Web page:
SANTA FE, N.M. — Among Santa Fe’s crop of 2012 restaurants, Taberna is one of the most successful. Customers love the urban, big-city ambiance, the community tables, long bar and live music. Taberna is a first-rate establishment, especially for diners who enjoy the energy of a noisy crowd.
The menu focuses on sharable hot and cold tapas with a few entree-style dishes. The tapas range from a simple dish of delicious olives to grilled meat and fish and more exotic choices. In addition to what’s on the main menu, Taberna offers special tapas during nightly happy hour, “hora feliz,” from 5 to 7 p.m. And, each evening brings some off-menu creations worth coming back for.
Prices range from $4 to $12 for a regular-sized tapas plate with larger sizes for share-ability among bigger groups. Our party of four found that the “regular” size was perfect. Most of what we ordered came with at least two pieces, large enough to share and small enough to allow us to explore a wide sampling of menu offerings.
In addition to the printed menu, happy hour customers receive an insert with the day’s tapas and wine specials. If you’re new to tapas, Spanish appetizers that make a meal, the servers can help you order wisely. Even if you are a long-time tapas fan, don’t be shy about asking for recommendations. The staff was gracious and well-informed and made excellent suggestions. I joke about servers who say, “Everything is good here,” but it might not be an exaggeration at Taberna. Certainly, every dish we tried gave us pleasure.
We tried both of the evening’s specials: a squeaky fresh apple salad ($7) with greens and pungent mint and the luscious crabmeat croquettes ($12). The salad was beautiful as well as delicious. The centerpiece, juicy Fuji apples, arrived as rings. The croquettes left average crab cakes at the starting line. Soft and tender inside and crisp outside, they launched our meal with an exclamation point.
The Spanish tortilla looked like a piece of pie or a high-rising quiche. The taste resembled a grand combination of eggs and potato topped with a flavorful bright red Romesco sauce from slightly sweet red peppers. I was surprised to find it served room temperature. Heat this a bit, and I’d love it for breakfast ($3 as a happy hour special; regularly $6). Another big hit at our table were the baby artichokes marinated in lemon juice, olive oil and spices, sliced in half and grilled. Simple and fabulous ($12).
We ordered two sandwich-like choices, the “Bocadillos de Jamon,” tasty salty Serrano ham on a fresh miniature roll with a bit of lettuce. Simple and delicious ($4 as a happy hour special; regularly $8). I liked the “Serranitos” even better. These open-faced sandwiches highlighted braised pork shoulder finished with a bit of mild, roasted chile atop a slice of toasted baguette. Lovely!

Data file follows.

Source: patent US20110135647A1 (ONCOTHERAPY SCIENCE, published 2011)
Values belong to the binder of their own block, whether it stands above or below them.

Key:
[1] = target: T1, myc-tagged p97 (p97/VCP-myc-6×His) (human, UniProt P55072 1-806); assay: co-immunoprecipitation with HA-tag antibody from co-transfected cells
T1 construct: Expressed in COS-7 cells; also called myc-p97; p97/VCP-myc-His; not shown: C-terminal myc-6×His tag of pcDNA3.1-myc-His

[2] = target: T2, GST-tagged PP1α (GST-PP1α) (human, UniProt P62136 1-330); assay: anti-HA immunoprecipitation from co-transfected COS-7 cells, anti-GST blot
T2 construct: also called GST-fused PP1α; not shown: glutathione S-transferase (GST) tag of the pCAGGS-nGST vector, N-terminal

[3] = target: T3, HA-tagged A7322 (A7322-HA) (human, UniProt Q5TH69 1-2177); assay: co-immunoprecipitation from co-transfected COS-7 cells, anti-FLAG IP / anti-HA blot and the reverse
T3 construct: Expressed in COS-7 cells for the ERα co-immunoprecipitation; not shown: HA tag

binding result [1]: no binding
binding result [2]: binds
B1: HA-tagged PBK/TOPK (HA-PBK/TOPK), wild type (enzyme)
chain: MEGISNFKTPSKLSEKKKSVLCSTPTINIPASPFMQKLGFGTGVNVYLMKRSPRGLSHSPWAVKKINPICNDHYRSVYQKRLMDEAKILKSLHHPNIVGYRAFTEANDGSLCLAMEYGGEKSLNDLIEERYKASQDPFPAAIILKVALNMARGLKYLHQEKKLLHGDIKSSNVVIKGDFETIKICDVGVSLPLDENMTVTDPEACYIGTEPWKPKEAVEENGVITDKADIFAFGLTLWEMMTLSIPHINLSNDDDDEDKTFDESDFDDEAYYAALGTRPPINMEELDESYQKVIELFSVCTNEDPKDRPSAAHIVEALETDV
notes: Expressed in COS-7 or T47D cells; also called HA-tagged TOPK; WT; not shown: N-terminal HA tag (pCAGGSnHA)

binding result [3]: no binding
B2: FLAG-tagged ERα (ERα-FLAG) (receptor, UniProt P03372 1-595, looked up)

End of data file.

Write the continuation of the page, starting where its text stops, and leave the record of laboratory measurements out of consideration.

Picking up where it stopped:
After the little bites to soothe and prime our appetites, we shared a small paella ($24) presented in a black metal skillet. Taberna does a fine version of this classic Spanish dish, with mussels, scallops, chewy, spicy chorizo and piece of chicken meat served atop a bed of rice with peas and tomatoes.
The food was well-paced, without everything arriving at once. Tapas came two at a time with the paella arriving last. The only section of the menu we didn’t try is devoted to grilled meats, fish and vegetables.
In addition to the food, I like the simple, minimalist look of the place with the long bar on the north wall the main decoration. Besides the loud buzz of boisterous conversation, an accordion player serenaded us during happy hour. I’m all for live music, but the squeeze box made the room too loud for conversation at our table.
Taberna doesn’t accept reservations and, like its sister restaurant La Boca just around the corner on Marcy Street, draws a crowd. We were lucky on our second visit; a party of four had just left. The first time, hungry friends and I balked at the half-hour wait. Taberna, or “Tavern,” seats 42 inside, with standing room to wait for a table at the bar.
Taberna is a good place to eat if your New Year’s resolutions have “moderation” as a theme. You can eat well here without eating too much and without spending a fortune. Our dinner for four was $69 without wine
La Taberna isn’t the place to come if you want a traditional entree and quiet conversation. But if your energy – physical and psychic – needs a recharge complete with good food and congenial service, I recommend it.